An injury to the spinal column can happen in a variety of ways. Falls are the most common cause, especially for those over 65. However, the highest percentages of spinal cord injuries occur among those between the ages of 16 and 30. Men are more likely to sustain a spinal cord injury while playing sports. Other causes can be auto accidents or gunshot wounds.
The spinal column runs from the neck to the tailbone and has four sections: the cervical vertebrae, which is nearly the neck; thoracic vertebrae, which is in the middle; lumbar in the lower back; and the sacrum at the tail end. Typically, the closer the injury is to the brain, the more severe it will be. Often, injuries in the cervical area cause loss of body movement and feeling.
Spinal cord injuries require immediate medical attention. Some common symptoms are:
1. Loss of function below the injury.
2. Extreme pain or pressure in the head, neck or back.
3. Tingling sensation or complete loss of feeling in hand, fingers, feet or toes.
4. Partial or complete loss of control over one or more body parts.
5. Loss of bladder or bowel control.
6. Impaired balance or walking.
7. Pain or pressure in the thorax area.
8. Impaired breathing.
9. Strange bumps on the head or spine.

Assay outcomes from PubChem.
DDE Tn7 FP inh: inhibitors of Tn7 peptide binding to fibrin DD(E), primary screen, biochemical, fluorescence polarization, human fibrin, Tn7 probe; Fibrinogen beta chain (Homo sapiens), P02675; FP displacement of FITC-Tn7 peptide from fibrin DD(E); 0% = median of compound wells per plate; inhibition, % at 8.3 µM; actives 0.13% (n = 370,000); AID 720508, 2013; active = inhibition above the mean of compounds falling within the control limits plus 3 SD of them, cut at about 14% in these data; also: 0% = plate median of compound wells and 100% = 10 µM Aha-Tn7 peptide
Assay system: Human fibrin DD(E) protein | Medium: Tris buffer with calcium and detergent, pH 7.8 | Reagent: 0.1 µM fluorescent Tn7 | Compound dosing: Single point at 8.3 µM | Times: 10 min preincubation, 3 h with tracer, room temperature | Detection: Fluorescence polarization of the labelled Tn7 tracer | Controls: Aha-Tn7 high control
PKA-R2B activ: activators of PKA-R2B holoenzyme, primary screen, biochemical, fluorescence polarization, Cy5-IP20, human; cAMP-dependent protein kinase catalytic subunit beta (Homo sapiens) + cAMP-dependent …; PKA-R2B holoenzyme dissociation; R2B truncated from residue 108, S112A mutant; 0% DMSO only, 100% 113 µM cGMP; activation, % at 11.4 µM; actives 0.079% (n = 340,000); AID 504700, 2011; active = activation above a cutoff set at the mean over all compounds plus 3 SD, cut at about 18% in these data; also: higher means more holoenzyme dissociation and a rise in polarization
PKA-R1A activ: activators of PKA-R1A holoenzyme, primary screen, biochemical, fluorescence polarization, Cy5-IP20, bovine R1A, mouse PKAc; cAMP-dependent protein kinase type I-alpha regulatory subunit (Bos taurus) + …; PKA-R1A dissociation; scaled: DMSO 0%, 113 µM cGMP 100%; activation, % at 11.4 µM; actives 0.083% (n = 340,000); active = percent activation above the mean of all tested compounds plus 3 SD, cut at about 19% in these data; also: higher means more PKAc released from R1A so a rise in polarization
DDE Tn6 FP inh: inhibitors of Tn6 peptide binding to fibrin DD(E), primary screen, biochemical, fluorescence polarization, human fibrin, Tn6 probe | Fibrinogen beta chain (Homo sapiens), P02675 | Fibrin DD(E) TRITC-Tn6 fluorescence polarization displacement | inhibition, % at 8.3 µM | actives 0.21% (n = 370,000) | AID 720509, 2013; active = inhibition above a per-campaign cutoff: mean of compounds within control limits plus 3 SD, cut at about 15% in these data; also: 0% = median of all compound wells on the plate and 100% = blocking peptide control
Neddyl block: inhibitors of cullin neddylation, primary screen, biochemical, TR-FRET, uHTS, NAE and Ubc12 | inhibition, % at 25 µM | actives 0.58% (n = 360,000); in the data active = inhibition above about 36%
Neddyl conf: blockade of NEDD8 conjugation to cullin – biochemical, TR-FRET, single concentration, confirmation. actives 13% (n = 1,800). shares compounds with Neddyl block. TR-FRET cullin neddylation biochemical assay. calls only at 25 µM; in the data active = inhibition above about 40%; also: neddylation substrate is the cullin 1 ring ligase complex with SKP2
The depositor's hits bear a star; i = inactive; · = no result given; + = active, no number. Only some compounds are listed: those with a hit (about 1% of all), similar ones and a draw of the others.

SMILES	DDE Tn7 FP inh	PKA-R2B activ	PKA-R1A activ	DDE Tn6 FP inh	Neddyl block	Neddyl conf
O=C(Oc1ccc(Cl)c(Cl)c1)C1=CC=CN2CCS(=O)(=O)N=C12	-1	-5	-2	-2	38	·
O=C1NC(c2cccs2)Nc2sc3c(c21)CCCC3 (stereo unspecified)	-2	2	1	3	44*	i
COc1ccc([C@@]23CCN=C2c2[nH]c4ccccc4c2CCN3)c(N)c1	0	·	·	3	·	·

If you or a loved one suffered a spinal injury, your physician will conduct a radiological evaluation, which is typically done with an x-ray. Sometimes it will be done with a CT scan or MRI. The MRI is most often used for those who are known to have a spinal cord injury and is great for detecting herniated discs or blood clots.
Treatments depend on severity and can range from a collar to keep the neck immobilized while it heals to traction or surgery. Recovery also depends on the severity of the injury. Wearing seatbelts, having children under 12 ride in the backseat only, keeping floors at home free and clear from debris, lighting living areas well, as well as following safety tips and rules for sports and recreational activities will help keep you and your family injury free.